When Donald Trump's recent government shutdown was roughly four weeks old, there were multiple reports that suggested the Republican president was driven by some twisted version of Richard Nixon's "madman theory."
The Washington Post's E.J. Dionne summarized the meaning of the theory nicely: "The idea is that if one party to a negotiation behaves in a particularly crazy and dangerous way, the more reasonable people at the table will give in simply to end the lunacy and avoid catastrophe."
In the context of a government shutdown, Trump wanted Democratic leaders to believe he'd impose harsh consequences on federal agencies, federal workers, and the public at large unless his non-negotiable demands were met. The gambit failed spectacularly; Dems gave him nothing; and the president ended up in a worse position than when he started.
The Washington Post's James Hohmann puts a new spotlight on Trump and the "madman theory" today, arguing that the president is applying the same tactic to his foreign policy.
The president gleefully recounted his own bellicosity to suggest that his rhetoric scared North Korean leader Kim Jong Un into coming to the table in pursuit of peace. "'Fire and fury,’ ‘Total annihilation,’ ‘My button is bigger than yours,’ and ‘My button works.’ Remember that? ... And people said,, 'Trump is crazy,'" Trump said in the Rose Garden. "And you know what it ended up being? A very good relationship. I like him a lot, and he likes me a lot."The president's comments are instructive ahead of his second summit with Kim on Wednesday in Hanoi, where he just touched down on Air Force One.... When Trump seems crazy to his critics, sometimes he is being crazy like a fox. Friends and former aides say he is more aware than most people think of how he's perceived at home and abroad. He has repeatedly sought to use his reputation for rashness and unpredictability to his advantage, sometimes successfully.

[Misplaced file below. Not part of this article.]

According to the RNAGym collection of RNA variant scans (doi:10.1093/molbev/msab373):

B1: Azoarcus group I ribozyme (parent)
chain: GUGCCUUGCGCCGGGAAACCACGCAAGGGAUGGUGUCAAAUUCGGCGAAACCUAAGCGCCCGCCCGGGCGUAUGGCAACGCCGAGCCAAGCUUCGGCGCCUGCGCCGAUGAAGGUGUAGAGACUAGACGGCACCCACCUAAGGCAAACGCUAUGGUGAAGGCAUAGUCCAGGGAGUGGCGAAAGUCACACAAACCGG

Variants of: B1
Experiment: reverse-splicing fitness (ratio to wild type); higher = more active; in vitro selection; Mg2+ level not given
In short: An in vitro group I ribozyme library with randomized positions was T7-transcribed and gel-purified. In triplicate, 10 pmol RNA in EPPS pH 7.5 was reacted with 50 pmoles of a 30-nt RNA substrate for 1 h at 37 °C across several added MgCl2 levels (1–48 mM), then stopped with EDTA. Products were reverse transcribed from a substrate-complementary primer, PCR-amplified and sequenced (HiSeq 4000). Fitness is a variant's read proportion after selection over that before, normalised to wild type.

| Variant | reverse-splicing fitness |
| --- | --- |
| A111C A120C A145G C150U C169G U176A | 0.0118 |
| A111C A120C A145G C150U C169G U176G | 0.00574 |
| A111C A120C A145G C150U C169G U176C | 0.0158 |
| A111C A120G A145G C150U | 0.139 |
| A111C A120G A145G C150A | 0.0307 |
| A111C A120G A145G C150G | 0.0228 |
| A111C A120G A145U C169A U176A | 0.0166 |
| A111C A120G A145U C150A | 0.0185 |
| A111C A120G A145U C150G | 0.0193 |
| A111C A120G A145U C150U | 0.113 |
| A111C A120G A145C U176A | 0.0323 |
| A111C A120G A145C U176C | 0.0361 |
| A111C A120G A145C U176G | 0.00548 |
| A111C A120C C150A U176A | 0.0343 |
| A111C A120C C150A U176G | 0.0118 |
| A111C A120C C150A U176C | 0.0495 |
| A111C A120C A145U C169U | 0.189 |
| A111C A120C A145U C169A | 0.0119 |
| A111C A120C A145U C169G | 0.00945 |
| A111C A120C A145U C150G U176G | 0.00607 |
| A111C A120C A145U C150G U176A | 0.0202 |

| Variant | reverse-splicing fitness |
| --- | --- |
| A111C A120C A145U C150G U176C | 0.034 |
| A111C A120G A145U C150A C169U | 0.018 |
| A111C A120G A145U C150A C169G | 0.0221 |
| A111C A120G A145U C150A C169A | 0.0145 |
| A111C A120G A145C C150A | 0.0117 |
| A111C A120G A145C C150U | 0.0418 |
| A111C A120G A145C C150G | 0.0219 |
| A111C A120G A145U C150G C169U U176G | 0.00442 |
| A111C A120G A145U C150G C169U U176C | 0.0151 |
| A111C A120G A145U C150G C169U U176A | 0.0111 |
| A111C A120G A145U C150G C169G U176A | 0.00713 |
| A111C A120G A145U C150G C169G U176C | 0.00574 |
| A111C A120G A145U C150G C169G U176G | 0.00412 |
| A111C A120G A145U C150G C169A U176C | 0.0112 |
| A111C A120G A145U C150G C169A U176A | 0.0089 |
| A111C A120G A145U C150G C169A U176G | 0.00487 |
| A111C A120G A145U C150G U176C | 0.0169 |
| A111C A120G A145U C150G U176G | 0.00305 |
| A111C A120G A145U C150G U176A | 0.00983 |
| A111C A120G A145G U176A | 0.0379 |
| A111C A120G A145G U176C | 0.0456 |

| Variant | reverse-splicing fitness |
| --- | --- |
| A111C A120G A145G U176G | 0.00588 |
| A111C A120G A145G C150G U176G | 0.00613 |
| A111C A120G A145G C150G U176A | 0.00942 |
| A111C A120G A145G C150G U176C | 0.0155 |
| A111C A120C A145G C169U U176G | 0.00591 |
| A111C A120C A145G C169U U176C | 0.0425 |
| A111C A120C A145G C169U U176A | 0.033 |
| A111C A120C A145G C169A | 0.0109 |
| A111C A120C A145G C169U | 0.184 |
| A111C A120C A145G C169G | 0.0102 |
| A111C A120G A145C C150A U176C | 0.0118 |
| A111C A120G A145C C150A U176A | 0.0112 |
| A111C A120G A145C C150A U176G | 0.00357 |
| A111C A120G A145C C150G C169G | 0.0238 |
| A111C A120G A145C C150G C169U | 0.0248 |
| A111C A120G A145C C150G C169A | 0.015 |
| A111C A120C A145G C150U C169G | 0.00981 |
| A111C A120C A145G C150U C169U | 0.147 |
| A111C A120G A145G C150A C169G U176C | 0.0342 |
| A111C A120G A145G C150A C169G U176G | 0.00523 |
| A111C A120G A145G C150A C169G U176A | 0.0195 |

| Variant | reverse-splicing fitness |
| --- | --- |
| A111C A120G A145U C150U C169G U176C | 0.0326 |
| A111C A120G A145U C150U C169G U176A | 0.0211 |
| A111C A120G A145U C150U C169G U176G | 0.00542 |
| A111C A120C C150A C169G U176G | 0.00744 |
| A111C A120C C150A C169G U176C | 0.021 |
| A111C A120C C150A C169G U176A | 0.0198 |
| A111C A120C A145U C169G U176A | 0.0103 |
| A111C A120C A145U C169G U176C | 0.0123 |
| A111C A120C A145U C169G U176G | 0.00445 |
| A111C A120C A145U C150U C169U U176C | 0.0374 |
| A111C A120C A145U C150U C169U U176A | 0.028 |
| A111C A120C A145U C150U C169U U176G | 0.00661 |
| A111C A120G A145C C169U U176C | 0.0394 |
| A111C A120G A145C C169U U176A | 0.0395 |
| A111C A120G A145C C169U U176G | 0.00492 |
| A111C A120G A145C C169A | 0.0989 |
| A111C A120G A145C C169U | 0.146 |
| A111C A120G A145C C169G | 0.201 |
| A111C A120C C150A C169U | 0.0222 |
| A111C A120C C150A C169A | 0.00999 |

In theory, I can appreciate the appeal of the thesis. It would suggest the president has a coherent strategy in pursuit of his goals, and he has the intellectual wherewithal to execute that strategy.
There is, however, one serious flaw in the argument.
Indeed, it came up in a high-profile way last week, when White House Press Secretary Sarah Huckabee Sanders told a national television audience, in reference to the nuclear talks with North Korea, "[Trump] has had great success here in the fact they were able to even sit down at the table. The fact he is able to do it again is in itself a big success."
It's really not. Kim Jong-un wanted this meeting, just like he sought the first summit in Singapore. Indeed, last year's meeting was Kim's idea and his invitation that the American accepted. Trump agreeing to these meetings is a concession that Trump was willing to make -- elevating North Korea's rogue dictatorship and validating its international legitimacy -- in exchange for nothing.
If the "madman theory" applied, the North Korean leader only agreed to participate in talks because he was terrified of what the crazy man in the White House might do. But in reality, Kim would've been every bit as eager to join Trump at the table if the U.S. administration had adopted a sunshine-and-rainbows posture, instead of a fire-and-fury posture.
What's more, months after the first round of talks, the White House hasn't actually gotten anything of value, even after making a series of concessions.
In other words, Trump's "madman" tactics, at least for now, appear to have been pointless and unable to produce any tangible results. It didn't force a dictator into talks he already wanted to participate in, and it didn't force Kim into giving up weapons that U.S. officials expect him to keep indefinitely.
The resulting dynamic is an awkward one: what's the difference between a sane man, pretending to be mad for no meaningful reason, and a man who's simply mad?